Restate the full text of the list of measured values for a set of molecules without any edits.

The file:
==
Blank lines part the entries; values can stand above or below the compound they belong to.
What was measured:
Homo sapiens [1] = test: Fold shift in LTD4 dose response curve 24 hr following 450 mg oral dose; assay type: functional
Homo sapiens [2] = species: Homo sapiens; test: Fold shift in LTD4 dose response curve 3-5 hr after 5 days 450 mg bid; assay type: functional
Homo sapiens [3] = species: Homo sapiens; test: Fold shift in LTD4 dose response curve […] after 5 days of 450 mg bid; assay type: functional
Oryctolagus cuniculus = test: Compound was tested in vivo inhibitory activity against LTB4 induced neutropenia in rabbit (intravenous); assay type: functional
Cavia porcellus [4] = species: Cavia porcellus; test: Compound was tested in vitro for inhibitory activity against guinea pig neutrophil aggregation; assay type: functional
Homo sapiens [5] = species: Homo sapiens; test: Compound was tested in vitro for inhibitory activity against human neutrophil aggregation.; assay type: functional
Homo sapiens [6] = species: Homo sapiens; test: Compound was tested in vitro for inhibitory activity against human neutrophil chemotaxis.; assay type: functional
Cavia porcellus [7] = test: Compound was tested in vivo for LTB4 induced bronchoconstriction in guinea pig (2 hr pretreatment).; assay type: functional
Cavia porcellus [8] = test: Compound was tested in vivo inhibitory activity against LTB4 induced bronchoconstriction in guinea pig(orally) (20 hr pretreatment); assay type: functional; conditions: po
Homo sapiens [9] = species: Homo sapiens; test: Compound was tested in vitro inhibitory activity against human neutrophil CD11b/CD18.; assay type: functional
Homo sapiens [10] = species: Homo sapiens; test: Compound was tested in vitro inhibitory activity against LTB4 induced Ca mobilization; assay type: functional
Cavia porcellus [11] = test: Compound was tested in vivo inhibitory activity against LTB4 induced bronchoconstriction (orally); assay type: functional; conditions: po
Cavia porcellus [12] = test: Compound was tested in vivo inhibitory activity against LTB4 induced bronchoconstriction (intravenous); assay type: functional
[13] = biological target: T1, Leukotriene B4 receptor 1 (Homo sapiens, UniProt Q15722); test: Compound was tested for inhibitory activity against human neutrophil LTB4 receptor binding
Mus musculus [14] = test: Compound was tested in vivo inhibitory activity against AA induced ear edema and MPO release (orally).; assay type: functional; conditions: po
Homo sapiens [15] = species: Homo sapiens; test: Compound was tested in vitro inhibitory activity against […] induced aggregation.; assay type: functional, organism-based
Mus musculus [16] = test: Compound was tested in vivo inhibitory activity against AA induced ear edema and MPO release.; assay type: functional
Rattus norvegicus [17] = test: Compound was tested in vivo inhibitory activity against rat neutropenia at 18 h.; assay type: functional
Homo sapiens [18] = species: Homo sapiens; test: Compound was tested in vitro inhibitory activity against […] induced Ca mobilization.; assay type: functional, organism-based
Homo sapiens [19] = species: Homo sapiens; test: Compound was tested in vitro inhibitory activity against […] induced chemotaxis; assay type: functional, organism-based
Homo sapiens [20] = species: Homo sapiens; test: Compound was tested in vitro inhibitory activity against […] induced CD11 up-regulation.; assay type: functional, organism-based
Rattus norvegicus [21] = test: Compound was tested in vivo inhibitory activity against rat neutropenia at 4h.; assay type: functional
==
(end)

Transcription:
Blank lines part the entries; values can stand above or below the compound they belong to.
What was measured:
Homo sapiens [1] = test: Fold shift in LTD4 dose response curve 24 hr following 450 mg oral dose; assay type: functional
Homo sapiens [2] = species: Homo sapiens; test: Fold shift in LTD4 dose response curve 3-5 hr after 5 days 450 mg bid; assay type: functional
Homo sapiens [3] = species: Homo sapiens; test: Fold shift in LTD4 dose response curve […] after 5 days of 450 mg bid; assay type: functional
Oryctolagus cuniculus = test: Compound was tested in vivo inhibitory activity against LTB4 induced neutropenia in rabbit (intravenous); assay type: functional
Cavia porcellus [4] = species: Cavia porcellus; test: Compound was tested in vitro for inhibitory activity against guinea pig neutrophil aggregation; assay type: functional
Homo sapiens [5] = species: Homo sapiens; test: Compound was tested in vitro for inhibitory activity against human neutrophil aggregation.; assay type: functional
Homo sapiens [6] = species: Homo sapiens; test: Compound was tested in vitro for inhibitory activity against human neutrophil chemotaxis.; assay type: functional
Cavia porcellus [7] = test: Compound was tested in vivo for LTB4 induced bronchoconstriction in guinea pig (2 hr pretreatment).; assay type: functional
Cavia porcellus [8] = test: Compound was tested in vivo inhibitory activity against LTB4 induced bronchoconstriction in guinea pig(orally) (20 hr pretreatment); assay type: functional; conditions: po
Homo sapiens [9] = species: Homo sapiens; test: Compound was tested in vitro inhibitory activity against human neutrophil CD11b/CD18.; assay type: functional
Homo sapiens [10] = species: Homo sapiens; test: Compound was tested in vitro inhibitory activity against LTB4 induced Ca mobilization; assay type: functional
Cavia porcellus [11] = test: Compound was tested in vivo inhibitory activity against LTB4 induced bronchoconstriction (orally); assay type: functional; conditions: po
Cavia porcellus [12] = test: Compound was tested in vivo inhibitory activity against LTB4 induced bronchoconstriction (intravenous); assay type: functional
[13] = biological target: T1, Leukotriene B4 receptor 1 (Homo sapiens, UniProt Q15722); test: Compound was tested for inhibitory activity against human neutrophil LTB4 receptor binding
Mus musculus [14] = test: Compound was tested in vivo inhibitory activity against AA induced ear edema and MPO release (orally).; assay type: functional; conditions: po
Homo sapiens [15] = species: Homo sapiens; test: Compound was tested in vitro inhibitory activity against […] induced aggregation.; assay type: functional, organism-based
Mus musculus [16] = test: Compound was tested in vivo inhibitory activity against AA induced ear edema and MPO release.; assay type: functional
Rattus norvegicus [17] = test: Compound was tested in vivo inhibitory activity against rat neutropenia at 18 h.; assay type: functional
Homo sapiens [18] = species: Homo sapiens; test: Compound was tested in vitro inhibitory activity against […] induced Ca mobilization.; assay type: functional, organism-based
Homo sapiens [19] = species: Homo sapiens; test: Compound was tested in vitro inhibitory activity against […] induced chemotaxis; assay type: functional, organism-based
Homo sapiens [20] = species: Homo sapiens; test: Compound was tested in vitro inhibitory activity against […] induced CD11 up-regulation.; assay type: functional, organism-based
Rattus norvegicus [21] = test: Compound was tested in vivo inhibitory activity against rat neutropenia at 4h.; assay type: functional